Dr. Andrew Aguirre, a Lustgarten-funded scientist, at Dana Farber Cancer Center gave the final talk in this session. He presented on small molecule inhibition of KRAS. For pancreatic cancer, there are multiple RAS inhibitors currently in development, including inhibitors for the G12D mutation. Although the G12C mutation is not prevalent in PDAC, Dr. Aguirre presented a proof-of-concept study that showed KRAS inhibition of G12C mutation is effective. However, monotherapy is not going to be the answer, and combination therapies with immunotherapy, chemotherapy, and synthetic lethal targets will be promising.  

I also attended the GI Cancer session, “Can We Begin to Predict Responders to Targeted Therapy in Gastrointestinal Cancer?” During this session, Dr. Lacey Padron (Parker Institute for Cancer Immunotherapy) presented results from the PRINCE trial which was a study testing drug combinations in metastatic PDAC. The drug combinations were: CD40 agonistic monoclonal antibody (APX005M/sotigalimab) + anti-PD-1 antibody (Nivolumab) + Chemotherapy (Gemcitabine + nab- Paclitaxel), Sotigalimab + chemotherapy, and Nivolumab + chemotherapy. The primary endpoint of 1-year overall survival (OS) rate was 57.7% for nivo/chemo, 48.1% for sotiga/chemo, and 41.3% for the triple combination arm. The most important analysis of this study is that patients with longer survival after the double combination regimens could be identified by predictive biomarkers from the blood and the tumor. Their finding encourages more effort toward characterizing patients that would benefit from the combination. 

On the topic of predicting responders, Dr. Jennifer Knox (Princess Margaret Cancer Centre) another Lustgarten funded scientist, and her team, presented “Molecular characterization of long-term and short-term survivors of advanced pancreatic ductal adenocarcinoma” in the poster session.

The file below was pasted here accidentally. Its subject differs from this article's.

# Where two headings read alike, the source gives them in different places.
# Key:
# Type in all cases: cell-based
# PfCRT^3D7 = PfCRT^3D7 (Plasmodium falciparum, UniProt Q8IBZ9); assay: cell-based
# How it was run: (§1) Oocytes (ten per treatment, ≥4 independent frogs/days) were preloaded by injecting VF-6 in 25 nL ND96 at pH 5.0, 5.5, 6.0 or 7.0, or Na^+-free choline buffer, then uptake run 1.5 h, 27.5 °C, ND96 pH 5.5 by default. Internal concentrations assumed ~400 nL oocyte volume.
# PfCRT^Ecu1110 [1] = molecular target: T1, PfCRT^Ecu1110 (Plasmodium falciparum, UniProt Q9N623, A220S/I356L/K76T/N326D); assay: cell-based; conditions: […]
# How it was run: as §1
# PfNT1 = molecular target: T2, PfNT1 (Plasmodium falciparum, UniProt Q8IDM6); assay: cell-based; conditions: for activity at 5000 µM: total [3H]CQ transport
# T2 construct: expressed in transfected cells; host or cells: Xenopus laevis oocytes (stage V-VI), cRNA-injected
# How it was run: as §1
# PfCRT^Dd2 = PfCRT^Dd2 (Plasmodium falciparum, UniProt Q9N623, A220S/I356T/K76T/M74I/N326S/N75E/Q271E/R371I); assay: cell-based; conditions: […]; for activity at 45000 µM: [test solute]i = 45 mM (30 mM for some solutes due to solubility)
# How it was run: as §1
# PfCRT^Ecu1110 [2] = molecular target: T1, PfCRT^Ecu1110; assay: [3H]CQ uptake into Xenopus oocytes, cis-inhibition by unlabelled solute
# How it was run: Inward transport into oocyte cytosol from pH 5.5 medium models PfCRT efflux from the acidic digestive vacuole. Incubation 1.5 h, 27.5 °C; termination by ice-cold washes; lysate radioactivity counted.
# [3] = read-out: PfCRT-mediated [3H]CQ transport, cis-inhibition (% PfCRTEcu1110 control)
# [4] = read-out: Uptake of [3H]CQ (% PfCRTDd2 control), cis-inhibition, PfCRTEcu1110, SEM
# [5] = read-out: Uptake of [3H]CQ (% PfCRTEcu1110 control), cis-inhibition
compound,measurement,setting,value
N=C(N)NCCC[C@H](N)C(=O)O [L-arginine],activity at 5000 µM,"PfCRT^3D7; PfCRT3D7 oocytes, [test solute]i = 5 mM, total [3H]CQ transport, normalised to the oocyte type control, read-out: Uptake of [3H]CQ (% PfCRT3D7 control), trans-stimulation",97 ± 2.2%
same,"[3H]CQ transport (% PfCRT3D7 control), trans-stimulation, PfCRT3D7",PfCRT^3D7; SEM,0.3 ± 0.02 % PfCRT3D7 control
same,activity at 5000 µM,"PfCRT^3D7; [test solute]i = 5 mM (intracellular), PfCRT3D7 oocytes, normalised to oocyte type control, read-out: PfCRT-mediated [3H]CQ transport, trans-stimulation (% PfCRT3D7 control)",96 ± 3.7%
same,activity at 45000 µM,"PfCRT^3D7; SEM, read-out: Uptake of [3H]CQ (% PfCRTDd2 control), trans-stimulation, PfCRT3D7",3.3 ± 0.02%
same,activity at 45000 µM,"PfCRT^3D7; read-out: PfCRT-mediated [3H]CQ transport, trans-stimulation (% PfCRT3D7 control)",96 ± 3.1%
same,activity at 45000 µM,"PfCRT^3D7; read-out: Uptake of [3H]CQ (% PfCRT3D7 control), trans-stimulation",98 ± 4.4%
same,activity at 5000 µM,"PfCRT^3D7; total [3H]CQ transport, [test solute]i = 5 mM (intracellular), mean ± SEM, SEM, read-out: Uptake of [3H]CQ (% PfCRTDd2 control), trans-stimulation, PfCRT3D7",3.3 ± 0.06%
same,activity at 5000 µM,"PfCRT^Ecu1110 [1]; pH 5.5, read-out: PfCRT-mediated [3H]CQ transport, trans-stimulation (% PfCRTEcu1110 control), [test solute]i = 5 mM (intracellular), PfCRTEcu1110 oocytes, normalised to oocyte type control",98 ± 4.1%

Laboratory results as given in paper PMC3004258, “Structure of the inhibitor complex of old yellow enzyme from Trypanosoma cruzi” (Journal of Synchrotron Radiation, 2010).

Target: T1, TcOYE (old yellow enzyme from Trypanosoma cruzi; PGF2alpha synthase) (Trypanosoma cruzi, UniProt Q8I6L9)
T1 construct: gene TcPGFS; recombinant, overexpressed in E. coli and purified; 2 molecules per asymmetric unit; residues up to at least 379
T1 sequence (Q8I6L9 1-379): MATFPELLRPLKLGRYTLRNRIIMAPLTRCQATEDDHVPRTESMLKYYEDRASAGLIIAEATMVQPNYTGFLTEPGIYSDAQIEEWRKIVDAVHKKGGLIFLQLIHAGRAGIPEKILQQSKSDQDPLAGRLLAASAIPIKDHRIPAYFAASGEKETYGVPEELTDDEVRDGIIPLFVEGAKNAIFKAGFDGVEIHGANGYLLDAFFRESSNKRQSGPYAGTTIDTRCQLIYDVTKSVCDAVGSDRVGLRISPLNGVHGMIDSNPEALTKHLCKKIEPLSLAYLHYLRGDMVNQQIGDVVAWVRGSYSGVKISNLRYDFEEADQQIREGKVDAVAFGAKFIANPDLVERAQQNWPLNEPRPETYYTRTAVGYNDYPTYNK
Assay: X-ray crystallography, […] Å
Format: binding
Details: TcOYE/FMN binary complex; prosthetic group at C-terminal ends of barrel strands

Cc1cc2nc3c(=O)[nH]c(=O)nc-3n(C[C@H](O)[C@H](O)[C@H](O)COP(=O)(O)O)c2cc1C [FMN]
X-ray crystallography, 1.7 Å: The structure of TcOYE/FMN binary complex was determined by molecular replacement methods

They sought to characterize the molecular landscape of survivors with locally advanced or metastatic PDAC and to evaluate the impact of whole genome sequencing informed genomic alterations in overall survival. In summary, they found that patients with advanced PDAC who survive less than 3 months lacked a homologous recombination deficiency (HRD) profile, whereas the long-term survivors had HRD genotypes that were heterogeneous with germline carriers.  

Another great session was the joint ASCO and AACR session, “The Promise of DNA Damage Response and Repair in Cancer” that was co-chaired by Dr. David Tuveson, Lustgarten’s Chief Scientist. Dr. Alan Ashworth kicked off the presentations by discussing the history of harnessing DNA damage repair deficiency in cancer treatment. He presents the synthetic lethality strategy, with PARP inhibitors in BRCA1/2 mutated cells as an example. Currently, there are various PARP inhibitors approved by the FDA for multiple indications, including pancreatic cancer. But, it is not a surprise that resistance to PARP inhibition can occur, and combination with other agents such as immunotherapy agents may enhance activity (i.e. the study by Dr. Reiss).  

The last speaker was Dr. Lillian Siu, who talked about clinical trials and targets beyond BRCA. Although BRCA is a gene associated with homologous recombination, other genes are associated as well: ATM, ATR, PALB2, and CDK12. Regarding clinical trials, there are many inhibitors that are in the clinic to test these non-BRCA genes as targets. In summary, there are many trials testing the efficacy of targeting DNA damage repair deficiency, but patient selection biomarker strategies are variable. Unsurprisingly, more research is needed! 

ASCO 2022 was a wonderful conference full of great research and discussion. I was grateful to attend and happy to have seen some ground-breaking research that was funded by Lustgarten!